This section is from the book "Real Property, An Introductory Explanation Of The Law Relating To Land", by Alfred F Topham. Also available from Amazon: The New Law Of Property.
When two or more pieces of land are mortgaged for separate amounts by separate mortgages, the borrower is now entitled to redeem each mortgage separately, unless
(1) both pieces of land belong to the same borrower, and are held in mortgage by the same mortgagee, and
(2) one at least of the mortgages was made before the 31st of December, 1881, or contained a, clause allowing the mortgagee to "consolidate."
History of the rule.
At Common Law. - If the same borrower mortgaged two or more pieces of land to the same mortgagee, the mortgagee could "consolidate" the mortgages and treat them as one mortgage for all the advances together.
Thus, Fitzgerald mortgaged a freehold house, called " Wood-side " (worth £1000), to Moses for £500 (as in the form on p. 224). Later, Fitzgerald mortgaged a brickfield to Moses for £1000. The brickfield became depreciated and is now worth only £500. Fitzgerald would be glad to clear off the £500 from Woodside, but he would not be so anxious to pay off the £1000 from the brickfield. On the other hand, Moses would be very anxious to get the £1000 paid off as the security is insufficient; but he would not necessarily wish to have the £500 paid off. The rule was that if Fitzgerald claimed to pay off the £500 and redeem "Woodside, Moses could refuse to allow him to do so, unless he also paid off the £1000 on the brickfield. That is, he could consolidate the two mortgages and treat them as one mortgage for £1500 on both the properties.
By the Conveyancing Act, 1881, s. 17, when a mortgage is made after 1881, the mortgagee has no power of consolidation unless such a power is expressly given in the mortgage deeds or one of them.
A clause expressly allowing consolidation is now frequently inserted in mortgage deeds; consequently the common law on this subject is still most important.
If either of the mortgages excludes s. 17 of the Conveyancing Act, the old law applies.
Further rules when consolidation is allowed. - Consolidation may apply even where the mortgages were made by different mortgagors to different mortgagees if at any one time the equity of redemption in all the mortgages becomes vested in the same person, and the mortgages all become vested in the same mortgagee.
Pledge v. White (1896), A. C. 187.
In 1863 James Banks mortgaged • 5 Shakespeare Terrace and one other property to John Banks for £500 each. In 1865 James Banks mortgaged one other property to Hobday and four other properties to other mortgagees.
Between 1871 and 1873 all the mortgages except one were transferred to Brockman.
Brockman died in 1877, and in 1890 the remaining mortgage was transferred to Brockman's executors, who thus became mortgagees of all seven properties. Pledge (who had acquired the equity of redemption of all the properties from John Banks) claimed that he was entitled to redeem 5 Shakespeare Terrace by paying off the £500 secured on that property only.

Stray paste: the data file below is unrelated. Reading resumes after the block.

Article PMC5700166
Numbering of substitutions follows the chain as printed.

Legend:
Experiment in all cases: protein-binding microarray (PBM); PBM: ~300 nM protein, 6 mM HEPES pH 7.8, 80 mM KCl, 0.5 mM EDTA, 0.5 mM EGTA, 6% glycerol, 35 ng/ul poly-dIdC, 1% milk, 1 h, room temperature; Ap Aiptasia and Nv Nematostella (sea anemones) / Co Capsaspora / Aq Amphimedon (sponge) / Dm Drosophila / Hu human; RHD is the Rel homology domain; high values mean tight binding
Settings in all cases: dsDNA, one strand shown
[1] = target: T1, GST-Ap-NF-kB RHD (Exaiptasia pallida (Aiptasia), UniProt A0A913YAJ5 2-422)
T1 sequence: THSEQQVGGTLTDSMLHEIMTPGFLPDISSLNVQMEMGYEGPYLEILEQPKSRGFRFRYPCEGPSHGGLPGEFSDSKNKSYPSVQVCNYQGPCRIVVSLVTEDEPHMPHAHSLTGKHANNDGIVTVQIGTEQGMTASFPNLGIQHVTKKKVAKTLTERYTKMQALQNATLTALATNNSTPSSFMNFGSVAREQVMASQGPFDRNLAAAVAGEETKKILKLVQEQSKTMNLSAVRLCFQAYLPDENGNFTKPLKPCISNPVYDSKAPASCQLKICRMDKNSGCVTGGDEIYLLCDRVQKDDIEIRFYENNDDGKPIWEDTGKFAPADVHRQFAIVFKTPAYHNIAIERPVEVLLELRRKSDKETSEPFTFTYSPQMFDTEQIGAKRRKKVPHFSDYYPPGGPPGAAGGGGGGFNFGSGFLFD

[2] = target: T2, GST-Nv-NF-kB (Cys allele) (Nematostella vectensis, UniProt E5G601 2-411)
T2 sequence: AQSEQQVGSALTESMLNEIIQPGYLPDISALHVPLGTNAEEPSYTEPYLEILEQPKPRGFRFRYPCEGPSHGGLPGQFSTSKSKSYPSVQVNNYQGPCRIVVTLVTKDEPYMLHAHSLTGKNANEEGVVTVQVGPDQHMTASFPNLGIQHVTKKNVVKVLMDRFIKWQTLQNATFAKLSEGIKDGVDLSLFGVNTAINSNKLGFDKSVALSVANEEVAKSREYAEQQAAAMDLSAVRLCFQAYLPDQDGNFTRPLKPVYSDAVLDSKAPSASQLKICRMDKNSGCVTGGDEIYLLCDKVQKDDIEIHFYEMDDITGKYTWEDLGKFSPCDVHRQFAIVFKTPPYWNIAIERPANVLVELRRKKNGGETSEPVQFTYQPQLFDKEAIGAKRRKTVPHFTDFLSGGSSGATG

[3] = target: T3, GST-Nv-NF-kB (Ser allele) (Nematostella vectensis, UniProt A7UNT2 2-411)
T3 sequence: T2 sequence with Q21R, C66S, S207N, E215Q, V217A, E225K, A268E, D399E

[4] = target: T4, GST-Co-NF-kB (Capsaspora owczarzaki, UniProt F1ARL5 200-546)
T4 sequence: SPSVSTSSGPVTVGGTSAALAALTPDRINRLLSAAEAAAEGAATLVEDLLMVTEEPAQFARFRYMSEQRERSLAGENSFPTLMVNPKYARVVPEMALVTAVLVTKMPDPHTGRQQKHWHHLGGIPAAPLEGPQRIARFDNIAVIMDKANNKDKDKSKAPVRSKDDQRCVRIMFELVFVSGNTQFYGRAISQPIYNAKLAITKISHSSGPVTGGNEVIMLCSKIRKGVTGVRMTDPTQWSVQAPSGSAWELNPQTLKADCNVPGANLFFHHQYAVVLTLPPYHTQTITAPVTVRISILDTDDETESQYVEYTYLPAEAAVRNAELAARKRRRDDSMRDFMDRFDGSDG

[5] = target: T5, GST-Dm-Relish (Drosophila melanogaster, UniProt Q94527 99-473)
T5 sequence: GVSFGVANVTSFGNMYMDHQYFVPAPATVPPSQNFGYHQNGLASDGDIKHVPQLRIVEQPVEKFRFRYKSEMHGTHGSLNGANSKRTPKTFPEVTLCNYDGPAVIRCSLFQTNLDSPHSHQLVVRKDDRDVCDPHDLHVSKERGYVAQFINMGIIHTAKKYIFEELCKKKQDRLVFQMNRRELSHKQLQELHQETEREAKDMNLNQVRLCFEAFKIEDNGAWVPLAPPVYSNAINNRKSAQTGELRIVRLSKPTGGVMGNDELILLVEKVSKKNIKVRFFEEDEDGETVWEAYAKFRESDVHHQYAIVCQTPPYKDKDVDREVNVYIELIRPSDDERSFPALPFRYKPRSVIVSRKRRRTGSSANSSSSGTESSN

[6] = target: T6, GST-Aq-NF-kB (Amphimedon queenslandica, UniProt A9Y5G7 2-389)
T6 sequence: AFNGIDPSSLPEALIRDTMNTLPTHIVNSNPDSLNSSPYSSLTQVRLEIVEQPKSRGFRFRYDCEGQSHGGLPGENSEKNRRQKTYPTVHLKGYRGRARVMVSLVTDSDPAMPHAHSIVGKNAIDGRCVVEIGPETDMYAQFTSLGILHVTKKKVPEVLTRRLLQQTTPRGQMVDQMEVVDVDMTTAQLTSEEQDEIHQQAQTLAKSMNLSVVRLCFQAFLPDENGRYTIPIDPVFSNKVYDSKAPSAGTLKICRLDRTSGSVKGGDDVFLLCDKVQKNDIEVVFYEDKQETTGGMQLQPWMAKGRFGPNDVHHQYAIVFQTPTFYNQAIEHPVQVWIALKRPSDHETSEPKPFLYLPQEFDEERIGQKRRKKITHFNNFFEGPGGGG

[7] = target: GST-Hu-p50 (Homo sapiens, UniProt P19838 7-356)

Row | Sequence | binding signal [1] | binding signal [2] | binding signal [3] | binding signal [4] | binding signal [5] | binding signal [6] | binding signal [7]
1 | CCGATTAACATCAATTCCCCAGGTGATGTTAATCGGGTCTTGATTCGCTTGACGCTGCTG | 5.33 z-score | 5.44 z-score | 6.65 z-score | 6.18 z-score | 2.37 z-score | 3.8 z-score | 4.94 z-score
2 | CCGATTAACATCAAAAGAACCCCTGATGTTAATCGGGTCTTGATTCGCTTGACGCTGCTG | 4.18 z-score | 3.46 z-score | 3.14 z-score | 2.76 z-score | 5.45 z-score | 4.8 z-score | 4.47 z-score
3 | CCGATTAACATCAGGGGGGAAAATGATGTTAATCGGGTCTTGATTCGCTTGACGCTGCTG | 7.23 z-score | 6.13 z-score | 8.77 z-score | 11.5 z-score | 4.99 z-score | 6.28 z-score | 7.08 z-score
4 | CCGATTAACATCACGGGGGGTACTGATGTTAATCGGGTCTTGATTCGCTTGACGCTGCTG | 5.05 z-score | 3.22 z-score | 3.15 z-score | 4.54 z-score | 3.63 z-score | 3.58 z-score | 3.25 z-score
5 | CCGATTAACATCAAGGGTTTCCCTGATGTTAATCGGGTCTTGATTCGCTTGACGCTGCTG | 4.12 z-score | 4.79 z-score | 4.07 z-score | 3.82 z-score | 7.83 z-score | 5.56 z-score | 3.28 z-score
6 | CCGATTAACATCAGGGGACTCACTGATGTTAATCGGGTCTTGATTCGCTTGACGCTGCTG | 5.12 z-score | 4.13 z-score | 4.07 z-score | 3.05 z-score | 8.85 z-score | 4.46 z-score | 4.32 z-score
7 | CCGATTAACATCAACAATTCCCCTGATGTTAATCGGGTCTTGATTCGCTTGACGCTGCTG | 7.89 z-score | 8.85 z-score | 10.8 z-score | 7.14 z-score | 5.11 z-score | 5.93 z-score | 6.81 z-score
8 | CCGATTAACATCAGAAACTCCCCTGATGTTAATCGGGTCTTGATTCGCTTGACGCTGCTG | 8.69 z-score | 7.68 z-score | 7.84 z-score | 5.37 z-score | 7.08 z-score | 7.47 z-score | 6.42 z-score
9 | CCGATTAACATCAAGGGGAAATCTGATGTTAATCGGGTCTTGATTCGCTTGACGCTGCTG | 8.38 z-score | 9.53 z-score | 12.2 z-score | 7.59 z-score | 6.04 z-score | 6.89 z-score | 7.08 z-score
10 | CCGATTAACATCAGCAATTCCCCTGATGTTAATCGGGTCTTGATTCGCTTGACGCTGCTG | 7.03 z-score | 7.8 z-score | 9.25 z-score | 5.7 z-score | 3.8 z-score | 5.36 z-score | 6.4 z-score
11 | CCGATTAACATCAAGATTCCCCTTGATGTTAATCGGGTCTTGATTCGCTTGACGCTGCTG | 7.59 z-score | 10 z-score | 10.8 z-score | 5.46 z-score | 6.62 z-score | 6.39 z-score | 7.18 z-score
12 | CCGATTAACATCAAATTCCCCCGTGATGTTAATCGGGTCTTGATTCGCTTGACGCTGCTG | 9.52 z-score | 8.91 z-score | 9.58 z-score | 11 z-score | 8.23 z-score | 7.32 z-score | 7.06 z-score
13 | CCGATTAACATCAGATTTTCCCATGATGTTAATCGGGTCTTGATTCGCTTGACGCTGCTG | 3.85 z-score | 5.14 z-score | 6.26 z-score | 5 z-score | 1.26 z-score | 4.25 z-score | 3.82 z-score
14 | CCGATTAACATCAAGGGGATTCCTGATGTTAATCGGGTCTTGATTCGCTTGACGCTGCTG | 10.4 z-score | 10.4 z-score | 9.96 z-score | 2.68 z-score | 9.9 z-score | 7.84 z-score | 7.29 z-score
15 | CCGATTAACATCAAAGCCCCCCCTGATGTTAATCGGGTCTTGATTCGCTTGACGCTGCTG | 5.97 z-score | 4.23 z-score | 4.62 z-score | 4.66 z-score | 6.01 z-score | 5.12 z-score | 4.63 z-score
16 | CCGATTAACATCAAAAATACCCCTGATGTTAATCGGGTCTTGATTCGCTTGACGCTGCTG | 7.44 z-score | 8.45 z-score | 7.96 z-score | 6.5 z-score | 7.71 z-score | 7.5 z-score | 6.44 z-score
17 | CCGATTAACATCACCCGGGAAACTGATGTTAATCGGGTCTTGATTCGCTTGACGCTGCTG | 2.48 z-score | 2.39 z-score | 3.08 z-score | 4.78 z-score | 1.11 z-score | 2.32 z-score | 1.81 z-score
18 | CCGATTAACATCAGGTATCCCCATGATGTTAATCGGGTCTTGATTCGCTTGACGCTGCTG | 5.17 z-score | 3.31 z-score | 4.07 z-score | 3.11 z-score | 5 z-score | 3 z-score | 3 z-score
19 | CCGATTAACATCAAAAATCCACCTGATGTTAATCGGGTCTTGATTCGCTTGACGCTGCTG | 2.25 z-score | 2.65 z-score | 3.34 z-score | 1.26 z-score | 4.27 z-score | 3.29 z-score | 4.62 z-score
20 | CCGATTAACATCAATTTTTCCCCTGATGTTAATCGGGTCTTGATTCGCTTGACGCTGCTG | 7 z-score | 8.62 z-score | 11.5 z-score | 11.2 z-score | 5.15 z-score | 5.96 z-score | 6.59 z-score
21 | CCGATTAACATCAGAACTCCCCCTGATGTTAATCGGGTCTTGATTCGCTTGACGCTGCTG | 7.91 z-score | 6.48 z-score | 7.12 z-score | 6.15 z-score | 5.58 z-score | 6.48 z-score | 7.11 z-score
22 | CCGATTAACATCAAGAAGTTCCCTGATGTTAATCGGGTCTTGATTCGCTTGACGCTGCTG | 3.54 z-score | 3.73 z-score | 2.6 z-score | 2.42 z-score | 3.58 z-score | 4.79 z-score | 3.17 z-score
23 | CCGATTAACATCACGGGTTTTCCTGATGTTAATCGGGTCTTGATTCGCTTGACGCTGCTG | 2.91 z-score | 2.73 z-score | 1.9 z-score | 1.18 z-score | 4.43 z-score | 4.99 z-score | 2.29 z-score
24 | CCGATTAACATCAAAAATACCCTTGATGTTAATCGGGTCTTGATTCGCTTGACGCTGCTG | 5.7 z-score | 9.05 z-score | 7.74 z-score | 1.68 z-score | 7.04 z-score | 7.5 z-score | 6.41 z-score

Held, Brockman's executors can claim to have all the mortgages paid off.
That is to say, if at any one time there is the same mortgagor and the same mortgagee for all the properties, the right of consolidation may arise.
The difference between tacking and consolidation is as follows: -
In the case of tacking, one piece of land is mortgaged by the same person to different mortgagees.
In the case of consolidation, several pieces of land are mortgaged by the same person to the same mortgagee.
Consolidation as against other mortgagees.
When the borrower has mortgaged one of the pieces of land several times to different mortgagees, and makes a mortgage of another piece of land to one of the same mortgagees, the position becomes rather complicated; the rule is then as follows: -
When a mortgagee obtains a right of consolidation, any persons who afterwards take mortgages of either piece of land, take subject to his right of consolidation.
But any persons who took second mortgages before the first mortgagee obtained his right to consolidate, cannot be prejudiced by the consolidation.
Hughes v. Britannia Building Society,  2 Ch. 607.
In 1894, Worley mortgaged No. 11 Manchester Avenue to the Society for £87.
In 1895 Worley mortgaged "Rocklea " to the Society for £900.
The next day Worley mortgaged "Rocklea " to Hughes for £7000.
In 1897 Worley mortgaged No. 9, Manchester Avenue to the Society for £687.
In 1905 Rocklea was sold.
The Society claimed that after payment to them of the £900 due on the mortgage of "Rocklea," they were entitled to claim that the mortgages for £87 on No. 11, and for £687 on No. 9 should all be paid before Hughes got anything.
Held, the society are entitled to consolidate the mortgage on No. 11 as it was made before the mortgage to Hughes.
But they are not entitled to consolidate the mortgage on No. 9 as it was made after the mortgage to Hughes.
Therefore the society could claim £987 out of the purchase money, and the rest must go towards paying the £7000 to Hughes.